This story-line has been long in the making. "Forget your past, your customs, and your ideals. Run, work, do, and keep your own good in mind," counselled an advice manual to immigrants coming into the country in the late 19th century, quoted by Herbert Gutman in Work, Culture and Society in Industrializing America.
It has been getting worse. The College Board, sponsor of the SAT tests, has launched an initiative to make sure gifted children go to Ivy League schools. The media fixates on "ranking wars," in which colleges ratings depend on the number of students they exclude. Colleges compete for "the best students." The message is "up and out." Success means leaving behind your poor, immigrant, or cultural community.
But there are deep resources for raising questions about today's dominant story. A different narrative found expression in land grant colleges, religious schools, community colleges, historically black colleges and universities and tribal colleges. The City College of New York, once seen as the nation's intellectual powerhouse, admitted all students from New York high schools -- and graduated 11 future Nobel Prize winners. The different narrative also found expression in community settings, from Chautauqua movements, religious education, and settlement houses to the citizenship schools of the civil rights movement.
This alternative narrative is the democratic genius of American education, based on "cooperative excellence," not "meritocratic excellence." Cooperative excellence is the principle that a mix of people from highly varied backgrounds can achieve remarkable intellectual, social, political, and spiritual growth if they have the right encouragements, resources, challenges, and calls to public purpose.
Today, there is growing evidence that middle and upper middle students and many others are looking for a different narrative.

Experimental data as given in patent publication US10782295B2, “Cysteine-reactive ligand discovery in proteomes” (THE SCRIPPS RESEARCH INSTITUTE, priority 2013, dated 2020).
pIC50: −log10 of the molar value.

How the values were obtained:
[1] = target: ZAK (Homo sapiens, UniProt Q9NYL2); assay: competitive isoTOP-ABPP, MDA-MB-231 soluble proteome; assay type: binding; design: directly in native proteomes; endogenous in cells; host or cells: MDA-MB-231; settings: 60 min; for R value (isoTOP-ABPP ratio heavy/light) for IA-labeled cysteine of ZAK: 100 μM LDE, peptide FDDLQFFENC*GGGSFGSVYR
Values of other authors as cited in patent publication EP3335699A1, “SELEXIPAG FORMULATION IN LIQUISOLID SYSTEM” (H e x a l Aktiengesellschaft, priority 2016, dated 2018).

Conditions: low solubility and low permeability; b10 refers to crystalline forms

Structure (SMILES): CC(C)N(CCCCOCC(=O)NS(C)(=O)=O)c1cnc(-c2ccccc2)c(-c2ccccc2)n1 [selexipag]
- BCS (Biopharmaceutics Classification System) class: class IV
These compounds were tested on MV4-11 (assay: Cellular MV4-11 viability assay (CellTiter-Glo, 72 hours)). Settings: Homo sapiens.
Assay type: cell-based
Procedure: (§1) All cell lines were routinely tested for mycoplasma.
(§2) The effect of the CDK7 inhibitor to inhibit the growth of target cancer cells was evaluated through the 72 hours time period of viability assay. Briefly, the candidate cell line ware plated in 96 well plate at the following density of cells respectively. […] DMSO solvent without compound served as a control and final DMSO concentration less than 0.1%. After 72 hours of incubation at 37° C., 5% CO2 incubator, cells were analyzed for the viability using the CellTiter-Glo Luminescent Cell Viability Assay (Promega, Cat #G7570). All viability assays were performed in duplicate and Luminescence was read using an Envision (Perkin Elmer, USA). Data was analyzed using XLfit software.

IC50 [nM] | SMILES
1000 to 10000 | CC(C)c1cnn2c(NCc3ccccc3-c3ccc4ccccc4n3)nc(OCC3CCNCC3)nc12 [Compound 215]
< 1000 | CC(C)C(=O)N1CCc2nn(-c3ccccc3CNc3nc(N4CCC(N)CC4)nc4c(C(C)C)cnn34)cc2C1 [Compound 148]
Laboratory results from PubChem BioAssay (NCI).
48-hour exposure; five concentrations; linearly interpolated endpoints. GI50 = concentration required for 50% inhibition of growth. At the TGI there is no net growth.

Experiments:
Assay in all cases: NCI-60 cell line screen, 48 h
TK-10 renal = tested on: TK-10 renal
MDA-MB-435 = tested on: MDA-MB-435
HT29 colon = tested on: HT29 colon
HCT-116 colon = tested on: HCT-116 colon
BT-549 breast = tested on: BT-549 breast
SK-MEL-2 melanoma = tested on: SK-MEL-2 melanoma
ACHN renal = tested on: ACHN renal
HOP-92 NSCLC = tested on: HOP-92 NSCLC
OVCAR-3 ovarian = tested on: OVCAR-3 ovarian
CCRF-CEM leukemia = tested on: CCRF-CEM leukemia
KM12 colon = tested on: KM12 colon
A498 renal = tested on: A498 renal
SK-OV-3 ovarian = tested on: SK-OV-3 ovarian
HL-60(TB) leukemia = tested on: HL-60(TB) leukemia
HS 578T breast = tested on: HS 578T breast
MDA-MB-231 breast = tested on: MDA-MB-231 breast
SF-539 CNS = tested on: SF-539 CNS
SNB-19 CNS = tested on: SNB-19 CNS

The National Issues Forums and the American Commonwealth Partnership, launched at the White House in January, 2012, to revitalize the public narrative of higher education on the 150th anniversary of the Morrill Act creating land grants, organized a dialogue, "Shaping Our Future," on the purposes of higher education in more than 100 communities. We found that most people have far richer views of education than do most policy makers and administrators.
Soundings of public opinion for a follow-up dialogue to be launched next January, "Higher Education and the Changing World of Work," also surface wide discontent with an overly narrow focus on "education for jobs" and making a lot of money as the highest goals of education.
In-depth research by David Hoffman of the University of Maryland Baltimore County, based on conversations with students who have been change agents, also shows that middle class students are highly skeptical about individualist achievement norms and conventional definitions of success. Students describe "an everyday world that often seems fundamentally synthetic, structured around falsehoods, hidden agendas, or scripts."
We may be ready to take on the empowerment gap. To do so we need to change the narrative of education in America.
Harry Boyte, director of the Center for Democracy and Citizenship at Augsburg College, coordinated the American Commonwealth Partnership. This blog is adapted from The Empowerment Gap, a study for Northwest Area Foundation.